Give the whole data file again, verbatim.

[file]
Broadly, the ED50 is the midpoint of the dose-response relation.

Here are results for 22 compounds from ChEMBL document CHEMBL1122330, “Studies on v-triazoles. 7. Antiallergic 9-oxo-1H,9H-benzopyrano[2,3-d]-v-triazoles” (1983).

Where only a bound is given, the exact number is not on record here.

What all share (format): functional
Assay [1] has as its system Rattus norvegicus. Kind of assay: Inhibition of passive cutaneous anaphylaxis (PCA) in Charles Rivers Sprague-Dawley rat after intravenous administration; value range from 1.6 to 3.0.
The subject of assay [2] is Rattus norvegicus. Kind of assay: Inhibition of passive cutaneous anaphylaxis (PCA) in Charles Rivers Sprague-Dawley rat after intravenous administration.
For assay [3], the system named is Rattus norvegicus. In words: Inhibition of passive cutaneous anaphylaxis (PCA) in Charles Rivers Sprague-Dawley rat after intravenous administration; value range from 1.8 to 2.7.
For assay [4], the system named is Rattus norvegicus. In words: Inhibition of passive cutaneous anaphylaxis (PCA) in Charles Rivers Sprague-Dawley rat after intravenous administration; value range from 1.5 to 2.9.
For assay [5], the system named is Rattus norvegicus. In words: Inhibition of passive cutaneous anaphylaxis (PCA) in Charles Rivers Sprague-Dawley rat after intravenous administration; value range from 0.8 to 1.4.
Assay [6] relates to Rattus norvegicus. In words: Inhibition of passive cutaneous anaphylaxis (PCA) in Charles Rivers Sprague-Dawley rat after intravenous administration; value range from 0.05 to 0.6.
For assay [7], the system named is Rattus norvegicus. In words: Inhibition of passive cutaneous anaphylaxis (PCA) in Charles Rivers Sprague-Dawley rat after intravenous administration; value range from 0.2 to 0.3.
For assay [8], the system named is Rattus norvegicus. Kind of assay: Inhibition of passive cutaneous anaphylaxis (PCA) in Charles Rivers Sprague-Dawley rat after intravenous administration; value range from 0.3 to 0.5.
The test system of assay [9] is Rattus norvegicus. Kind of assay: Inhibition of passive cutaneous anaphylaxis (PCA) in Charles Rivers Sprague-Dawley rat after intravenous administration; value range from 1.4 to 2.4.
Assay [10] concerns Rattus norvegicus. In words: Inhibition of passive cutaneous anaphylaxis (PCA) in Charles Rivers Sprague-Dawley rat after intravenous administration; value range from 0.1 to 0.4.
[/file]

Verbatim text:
Broadly, the ED50 is the midpoint of the dose-response relation.

Here are results for 22 compounds from ChEMBL document CHEMBL1122330, “Studies on v-triazoles. 7. Antiallergic 9-oxo-1H,9H-benzopyrano[2,3-d]-v-triazoles” (1983).

Where only a bound is given, the exact number is not on record here.

What all share (format): functional
Assay [1] has as its system Rattus norvegicus. Kind of assay: Inhibition of passive cutaneous anaphylaxis (PCA) in Charles Rivers Sprague-Dawley rat after intravenous administration; value range from 1.6 to 3.0.
The subject of assay [2] is Rattus norvegicus. Kind of assay: Inhibition of passive cutaneous anaphylaxis (PCA) in Charles Rivers Sprague-Dawley rat after intravenous administration.
For assay [3], the system named is Rattus norvegicus. In words: Inhibition of passive cutaneous anaphylaxis (PCA) in Charles Rivers Sprague-Dawley rat after intravenous administration; value range from 1.8 to 2.7.
For assay [4], the system named is Rattus norvegicus. In words: Inhibition of passive cutaneous anaphylaxis (PCA) in Charles Rivers Sprague-Dawley rat after intravenous administration; value range from 1.5 to 2.9.
For assay [5], the system named is Rattus norvegicus. In words: Inhibition of passive cutaneous anaphylaxis (PCA) in Charles Rivers Sprague-Dawley rat after intravenous administration; value range from 0.8 to 1.4.
Assay [6] relates to Rattus norvegicus. In words: Inhibition of passive cutaneous anaphylaxis (PCA) in Charles Rivers Sprague-Dawley rat after intravenous administration; value range from 0.05 to 0.6.
For assay [7], the system named is Rattus norvegicus. In words: Inhibition of passive cutaneous anaphylaxis (PCA) in Charles Rivers Sprague-Dawley rat after intravenous administration; value range from 0.2 to 0.3.
For assay [8], the system named is Rattus norvegicus. Kind of assay: Inhibition of passive cutaneous anaphylaxis (PCA) in Charles Rivers Sprague-Dawley rat after intravenous administration; value range from 0.3 to 0.5.
The test system of assay [9] is Rattus norvegicus. Kind of assay: Inhibition of passive cutaneous anaphylaxis (PCA) in Charles Rivers Sprague-Dawley rat after intravenous administration; value range from 1.4 to 2.4.
Assay [10] concerns Rattus norvegicus. In words: Inhibition of passive cutaneous anaphylaxis (PCA) in Charles Rivers Sprague-Dawley rat after intravenous administration; value range from 0.1 to 0.4.